Climate-driven objectives are tying together the fates of two very different industries: vehicle manufacturers and energy utility companies. A key factor in their joint future will be close collaboration and coordination on electric vehicles. Success will require a joint leap of faith.
Electric vehicles, after all, account for less than 3% of all vehicle sales in the US. That said, vehicle manufacturers and utilities are aware of — and are influenced by — the very robust global push for environmentally friendly solutions. Because of this, vehicle manufacturers are in a tough spot. From a technological standpoint, simply converting to electric vehicles does not necessarily equate to a reduction in overall CO2 levels. In fact, some indicators suggest that next-generation technologies for internal combustion engine vehicles might be more efficient at reducing overall CO2 emissions in the near-term.
Given the complexity and cost associated with meeting consumer expectations and regulatory requirements over the next few decades, it is unlikely to be economically feasible for vehicle manufacturers to invest in both the latest technology for efficient internal combustion engine vehicles and electric vehicles. As a result, we are at a turning point. General Motors recently announced plans to move to an all-electric line-up. If that decision is any indication, it appears that vehicle manufacturers have determined that the world is going to move in that direction. Sustainable success for the company means putting everything into electric vehicles.
Vehicles of all kinds account for approximately 23% of the CO2 pumped into the environment in the US, according to the Environmental Protection Agency. That’s a significant figure, but small enough to require tough questions to be asked about whether simply switching from internal combustion to electric will meaningfully reduce the impact of greenhouse gases — especially in the targeted time-frame of 2050.
In the long run, reducing CO2 levels will depend on where and how electricity is generated. It will be vital to plan and develop a national electric infrastructure carefully to ensure efficiency. Every step of energy conversion has an impact on the efficiency of energy distribution. For instance, generating electricity from natural gas — which is generally considered to be cleaner than burning coal or other petroleum products — still produces CO2. Energy is lost at every step of conversion from one form to another. Natural gas becomes electricity (but with loss), then it runs through a series of conversions from one voltage to another and experiences additional transmission losses. The electricity is then transmitted into a car battery where it is finally converted into the physical energy to propel the vehicle.
There are plenty of scenarios in which it is possible that less CO2 would be emitted if a vehicle just ran on petrol. The implication is clear — if there is no comprehensive national infrastructure for clean energy, the desired payoff from electric vehicles will be missed.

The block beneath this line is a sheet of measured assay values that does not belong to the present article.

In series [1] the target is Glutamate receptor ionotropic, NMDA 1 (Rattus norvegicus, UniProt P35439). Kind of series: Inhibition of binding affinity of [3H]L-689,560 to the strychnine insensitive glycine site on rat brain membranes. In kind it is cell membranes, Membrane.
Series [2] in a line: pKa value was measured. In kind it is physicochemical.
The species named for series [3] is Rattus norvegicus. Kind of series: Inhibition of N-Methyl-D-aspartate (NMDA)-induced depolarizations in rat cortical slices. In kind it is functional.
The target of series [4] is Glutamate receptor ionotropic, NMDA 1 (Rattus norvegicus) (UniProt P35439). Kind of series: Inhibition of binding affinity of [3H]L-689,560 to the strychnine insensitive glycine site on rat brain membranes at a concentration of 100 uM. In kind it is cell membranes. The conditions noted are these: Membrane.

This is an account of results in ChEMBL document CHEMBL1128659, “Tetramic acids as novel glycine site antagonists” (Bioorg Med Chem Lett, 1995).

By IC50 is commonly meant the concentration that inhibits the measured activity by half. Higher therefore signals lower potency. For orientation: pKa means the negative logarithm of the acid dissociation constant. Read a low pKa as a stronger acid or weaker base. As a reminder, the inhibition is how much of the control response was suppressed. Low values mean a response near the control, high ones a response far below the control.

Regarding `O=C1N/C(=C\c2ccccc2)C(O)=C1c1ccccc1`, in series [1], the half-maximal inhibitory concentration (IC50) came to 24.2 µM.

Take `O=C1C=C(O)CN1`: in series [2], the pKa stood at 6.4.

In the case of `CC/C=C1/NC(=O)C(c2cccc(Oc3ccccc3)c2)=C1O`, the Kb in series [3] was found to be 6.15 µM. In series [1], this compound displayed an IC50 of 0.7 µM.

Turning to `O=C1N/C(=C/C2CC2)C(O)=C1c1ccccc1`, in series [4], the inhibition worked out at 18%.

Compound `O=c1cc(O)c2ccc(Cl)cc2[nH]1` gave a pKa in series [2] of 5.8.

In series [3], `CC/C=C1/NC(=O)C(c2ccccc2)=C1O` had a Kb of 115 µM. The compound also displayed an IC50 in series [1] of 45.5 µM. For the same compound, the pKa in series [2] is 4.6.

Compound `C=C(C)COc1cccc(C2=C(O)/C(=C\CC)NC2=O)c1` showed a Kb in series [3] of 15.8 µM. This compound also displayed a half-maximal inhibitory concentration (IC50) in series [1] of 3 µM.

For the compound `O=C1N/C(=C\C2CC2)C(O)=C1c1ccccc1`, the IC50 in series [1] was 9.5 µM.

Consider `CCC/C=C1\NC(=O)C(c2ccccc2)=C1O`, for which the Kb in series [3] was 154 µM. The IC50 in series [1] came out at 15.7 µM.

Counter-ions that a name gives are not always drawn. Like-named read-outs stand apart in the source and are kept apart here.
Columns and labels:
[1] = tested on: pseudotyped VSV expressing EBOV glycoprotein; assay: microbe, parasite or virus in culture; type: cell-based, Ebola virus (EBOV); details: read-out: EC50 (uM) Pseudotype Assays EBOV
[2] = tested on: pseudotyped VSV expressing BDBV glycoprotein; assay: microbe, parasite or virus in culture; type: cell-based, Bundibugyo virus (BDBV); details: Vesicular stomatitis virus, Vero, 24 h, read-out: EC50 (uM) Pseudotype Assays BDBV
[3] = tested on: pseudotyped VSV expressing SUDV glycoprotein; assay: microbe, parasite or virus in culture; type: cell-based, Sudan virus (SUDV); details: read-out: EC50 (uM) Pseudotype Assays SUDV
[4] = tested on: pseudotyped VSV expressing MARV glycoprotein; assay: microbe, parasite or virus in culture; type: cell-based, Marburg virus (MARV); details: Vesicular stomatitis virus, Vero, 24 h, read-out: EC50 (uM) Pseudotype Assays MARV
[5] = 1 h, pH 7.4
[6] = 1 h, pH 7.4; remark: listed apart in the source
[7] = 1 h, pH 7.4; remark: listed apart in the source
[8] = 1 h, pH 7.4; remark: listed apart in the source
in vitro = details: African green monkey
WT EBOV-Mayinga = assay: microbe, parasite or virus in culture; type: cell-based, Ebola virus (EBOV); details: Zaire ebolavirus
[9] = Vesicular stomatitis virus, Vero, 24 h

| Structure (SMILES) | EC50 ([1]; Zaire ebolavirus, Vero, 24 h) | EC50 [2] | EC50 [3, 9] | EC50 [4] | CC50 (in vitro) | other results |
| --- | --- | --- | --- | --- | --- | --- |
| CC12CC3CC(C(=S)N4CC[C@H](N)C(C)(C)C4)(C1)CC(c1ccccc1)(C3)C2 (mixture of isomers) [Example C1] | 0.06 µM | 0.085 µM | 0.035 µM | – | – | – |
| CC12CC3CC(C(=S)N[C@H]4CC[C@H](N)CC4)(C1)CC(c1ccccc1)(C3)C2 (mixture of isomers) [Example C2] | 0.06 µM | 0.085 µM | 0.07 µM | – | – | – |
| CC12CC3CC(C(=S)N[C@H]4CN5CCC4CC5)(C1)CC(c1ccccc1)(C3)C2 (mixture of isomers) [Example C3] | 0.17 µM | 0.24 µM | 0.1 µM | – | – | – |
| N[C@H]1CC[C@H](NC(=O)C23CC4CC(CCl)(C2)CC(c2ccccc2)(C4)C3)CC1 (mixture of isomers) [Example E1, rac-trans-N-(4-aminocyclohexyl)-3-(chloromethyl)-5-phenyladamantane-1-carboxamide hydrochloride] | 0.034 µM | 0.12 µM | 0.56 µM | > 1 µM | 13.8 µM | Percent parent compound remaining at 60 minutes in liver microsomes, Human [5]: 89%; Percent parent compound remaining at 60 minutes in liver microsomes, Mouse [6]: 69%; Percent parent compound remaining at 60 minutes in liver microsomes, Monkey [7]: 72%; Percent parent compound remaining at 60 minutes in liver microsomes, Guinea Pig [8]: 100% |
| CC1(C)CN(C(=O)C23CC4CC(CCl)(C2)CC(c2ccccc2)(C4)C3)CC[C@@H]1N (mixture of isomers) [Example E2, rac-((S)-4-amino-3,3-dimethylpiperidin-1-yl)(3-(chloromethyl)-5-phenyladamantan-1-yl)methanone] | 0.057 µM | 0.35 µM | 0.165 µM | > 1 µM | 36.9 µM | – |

Even though the momentum behind electric vehicles is growing, driven by an interest in reducing fossil fuel usage, a critical mass of consumers is unconvinced of the ownership benefits. High on the list of electric-vehicle consideration challenges is the critical issue of consumer apprehensions regarding charging options and convenience. This is an area where utilities will have to play a role by broadening the availability and speed of charging. Utilities will also have to accelerate the shift to electricity generation that minimises or eliminates CO2 emissions.
Utilities have an immense opportunity to redefine their role in the economy, as cars and trucks make the switch from petrol and diesel to electricity. The shift will create a new category of utility customer that will generate brand new revenue streams. Success will hinge on whether utilities can effectively build an infrastructure and electricity generating capacity that supports the full life-cycle of demand, including peak times during moments of environmental stress.
The good news is that electric vehicles should create demand during times of day that have been considered fallow. As most electric-vehicle charging takes place overnight, utilities will be able to increase off-peak consumption allowing them to take advantage of capital that has typically been best monetised during the daytime.
In the meantime, utilities would be well advised to work with vehicle manufacturers to understand demand projections and develop charging strategies and invest in infrastructure that is optimised for an electric-vehicle future. The imperative for the vehicle manufacturing industry is equally urgent. Almost everything known about cars is going to shift dramatically. The technologies that are most complex, such as powertrains, will be irrelevant in a future in which personal transport is dominated by electric vehicles. New market entrants will not need to address sophisticated internal combustion and multi-speed transmissions. Vehicle manufacturers (new and old) will be able to start from a blank slate to produce a new generation of uniquely interesting electric vehicles that better serve modern consumers.
Society is not going to back down from movement towards reducing greenhouse gas emissions. Vehicle manufacturers and utilities will need to focus their resources through this period of transition in an intelligent and coordinated manner to emerge on the other side with a profitable and sustainable business model.
Doug Betts is president of global automotive at JD Power.
This. article was published by MarketWatch.